Chapter 22 of Silent Vector

Chapter 22, in which Nick issues an ominous warning



Low tea at Mombasa’s Castle Royal Hotel was Ridgely’s idea. Dalila seems in her element, but Nick could use a frosty schooner of draft beer. He has been leaving the debriefing to Ridgely.

“You’re certain they sought tetanus boosters?”

“There was no deviation in any of the conversations I had on that essential point.”

“Is it possible that a defective tetanus booster can induce the same symptoms as polio?”

None of the three says a word until Nick finally speaks up.

“That should be easy enough to determine. I’ll get the folks at Langley working on it. I think it’s fair to assume in the meantime that someone has found a way to administer a strain of polio to individuals, and it appears that the strain is resistant to the existing polio vaccine.”

“That was my conclusion,” Dalila offers.

“You should have said as much,” Ridgely scolds.

Nick jumps in.

“He’s right. You’re on this team for a number of reasons, one of which is your brain. It’s imperative that you speak your mind, particularly when it involves any sort of analysis.”

“That will take some getting used to.”

“You’d better get used to it in a hurry.”

Nick is well aware of the fact that it is almost unheard of in 1962 for two white men, one an American, the other a British expat, to look to an African woman for much of anything other than perhaps answering a phone, typing a few letters, and making coffee or tea. And he understands that Dalila’s reticence to speak up stems from decades or more of relentless conditioning. But more than anything else he knows that team members in his line of work have to be absolutely forthcoming irrespective of sex, skin color, or national origin, that once you’re on the team, once you’re in the game, you’re in all the way.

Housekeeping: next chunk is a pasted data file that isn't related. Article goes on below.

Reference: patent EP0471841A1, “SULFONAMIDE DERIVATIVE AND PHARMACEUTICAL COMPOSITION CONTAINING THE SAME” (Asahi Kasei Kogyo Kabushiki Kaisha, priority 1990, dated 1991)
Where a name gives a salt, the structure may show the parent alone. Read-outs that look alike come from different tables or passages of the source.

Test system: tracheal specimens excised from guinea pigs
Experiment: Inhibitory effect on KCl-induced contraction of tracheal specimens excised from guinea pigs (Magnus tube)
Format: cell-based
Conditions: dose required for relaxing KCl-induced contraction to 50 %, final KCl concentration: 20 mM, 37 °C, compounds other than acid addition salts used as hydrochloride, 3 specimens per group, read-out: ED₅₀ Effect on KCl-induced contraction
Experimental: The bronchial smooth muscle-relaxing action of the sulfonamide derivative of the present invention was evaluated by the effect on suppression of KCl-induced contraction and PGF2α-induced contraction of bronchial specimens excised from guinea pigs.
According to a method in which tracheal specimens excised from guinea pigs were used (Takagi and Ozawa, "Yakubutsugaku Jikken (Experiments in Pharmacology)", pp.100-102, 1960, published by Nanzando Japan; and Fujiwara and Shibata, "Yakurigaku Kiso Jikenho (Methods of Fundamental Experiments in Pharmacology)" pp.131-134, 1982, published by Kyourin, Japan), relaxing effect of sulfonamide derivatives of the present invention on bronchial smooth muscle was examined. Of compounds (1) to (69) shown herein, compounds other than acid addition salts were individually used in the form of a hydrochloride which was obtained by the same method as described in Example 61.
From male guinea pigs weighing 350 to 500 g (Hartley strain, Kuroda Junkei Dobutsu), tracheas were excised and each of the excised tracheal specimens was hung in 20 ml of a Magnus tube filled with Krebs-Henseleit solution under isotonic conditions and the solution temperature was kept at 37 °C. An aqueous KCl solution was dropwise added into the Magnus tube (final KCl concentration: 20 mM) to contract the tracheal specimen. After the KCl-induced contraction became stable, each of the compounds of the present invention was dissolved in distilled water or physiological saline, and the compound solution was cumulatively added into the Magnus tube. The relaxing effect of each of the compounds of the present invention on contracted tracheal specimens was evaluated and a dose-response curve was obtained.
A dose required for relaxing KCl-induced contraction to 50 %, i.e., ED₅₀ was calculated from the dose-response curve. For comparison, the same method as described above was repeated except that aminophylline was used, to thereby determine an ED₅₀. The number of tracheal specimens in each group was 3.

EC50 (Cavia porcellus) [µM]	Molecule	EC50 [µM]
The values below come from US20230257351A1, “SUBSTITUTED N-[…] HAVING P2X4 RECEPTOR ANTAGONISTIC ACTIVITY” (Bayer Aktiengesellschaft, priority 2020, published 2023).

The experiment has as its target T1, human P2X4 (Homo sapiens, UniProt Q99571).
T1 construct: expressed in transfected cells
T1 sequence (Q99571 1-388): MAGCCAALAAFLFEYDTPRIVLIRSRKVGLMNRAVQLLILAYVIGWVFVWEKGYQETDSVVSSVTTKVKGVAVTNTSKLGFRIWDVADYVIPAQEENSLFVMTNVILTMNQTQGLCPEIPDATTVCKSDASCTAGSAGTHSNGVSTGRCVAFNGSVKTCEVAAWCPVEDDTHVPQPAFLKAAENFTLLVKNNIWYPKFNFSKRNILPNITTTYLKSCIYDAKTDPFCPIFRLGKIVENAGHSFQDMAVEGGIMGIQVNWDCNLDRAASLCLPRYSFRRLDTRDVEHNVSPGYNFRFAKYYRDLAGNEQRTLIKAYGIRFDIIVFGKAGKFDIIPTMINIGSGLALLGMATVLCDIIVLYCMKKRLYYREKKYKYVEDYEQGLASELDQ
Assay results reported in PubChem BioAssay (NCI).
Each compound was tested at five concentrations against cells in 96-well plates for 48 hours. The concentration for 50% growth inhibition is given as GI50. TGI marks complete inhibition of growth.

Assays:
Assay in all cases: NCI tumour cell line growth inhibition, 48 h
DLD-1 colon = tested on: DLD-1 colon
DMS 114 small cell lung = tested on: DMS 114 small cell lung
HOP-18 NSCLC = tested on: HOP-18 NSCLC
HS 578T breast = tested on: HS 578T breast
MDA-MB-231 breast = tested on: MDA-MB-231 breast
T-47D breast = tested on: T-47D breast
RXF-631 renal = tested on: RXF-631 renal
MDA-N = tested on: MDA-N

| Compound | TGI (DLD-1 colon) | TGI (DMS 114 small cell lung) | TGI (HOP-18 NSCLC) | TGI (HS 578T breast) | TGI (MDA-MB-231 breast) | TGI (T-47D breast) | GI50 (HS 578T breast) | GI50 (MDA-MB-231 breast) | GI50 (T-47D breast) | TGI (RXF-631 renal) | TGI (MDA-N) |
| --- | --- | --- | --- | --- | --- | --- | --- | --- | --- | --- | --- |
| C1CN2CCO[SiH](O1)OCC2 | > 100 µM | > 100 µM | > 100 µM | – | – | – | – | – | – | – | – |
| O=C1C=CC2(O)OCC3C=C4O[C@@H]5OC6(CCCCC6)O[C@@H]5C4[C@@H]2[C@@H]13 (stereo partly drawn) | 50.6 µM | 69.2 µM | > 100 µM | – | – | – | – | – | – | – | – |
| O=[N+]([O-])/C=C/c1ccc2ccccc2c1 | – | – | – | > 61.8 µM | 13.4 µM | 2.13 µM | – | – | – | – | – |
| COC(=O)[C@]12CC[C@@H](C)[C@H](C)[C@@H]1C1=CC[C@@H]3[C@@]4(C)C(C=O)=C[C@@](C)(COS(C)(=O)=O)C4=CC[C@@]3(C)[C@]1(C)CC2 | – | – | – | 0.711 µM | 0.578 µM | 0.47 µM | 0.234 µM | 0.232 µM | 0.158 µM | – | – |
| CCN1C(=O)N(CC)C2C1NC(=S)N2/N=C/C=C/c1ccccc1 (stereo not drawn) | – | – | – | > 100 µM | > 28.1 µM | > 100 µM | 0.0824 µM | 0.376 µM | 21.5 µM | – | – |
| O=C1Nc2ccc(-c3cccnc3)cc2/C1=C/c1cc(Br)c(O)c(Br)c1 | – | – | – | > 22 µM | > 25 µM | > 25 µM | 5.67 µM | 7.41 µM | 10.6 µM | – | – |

Ridgely finishes his tea, wipes his mouth with his napkin, looks at his watch, and gets up from the table.

“Look, you two. I’ve got to get back to Cairo. There’s a flight leaving in two hours. My job was to put you in touch with each other, not to roam about Mombasa hoping God knows what turns up.”

“We’ll take the same flight and catch a hop to the States from Cairo. I’ll need to send some messages from your office so they can be looking into what Dalila found in Voi while we’re en route. Can we do that tonight after we land?”

“I’m at your service.”

Nick turns to Dalila.

“Have you been to the States?”

“You’d know if you’d actually read my file.”

Nick can’t help smiling at her assertiveness. She’s a quick study, no doubt about it.

“That’s more like it. Hugh, can you get a visa for her?”

“In a heartbeat. First order of business tomorrow in the a.m. I’ll see the two of you at the airport.”

Ridgely turns and leaves.

As soon as Ridgely is out of earshot, Nick looks to Dalila.

“Before you make this trip, I need to make sure you know what you may be getting yourself into.”

“More of what happened in Cairo?”

“Cairo was a taste, and not much more.”

“Are you trying to scare me away?”


“What, then?”

“I want to be able to tell myself that you understood the risks; that you entered into this awful line of work with your eyes wide open.”

“You can tell yourself that now, if you feel the need.”

“It’s not now I’m talking about.”

“When exactly are we talking about, if you don’t mind my asking?”

“When I’m asked to identify your body.”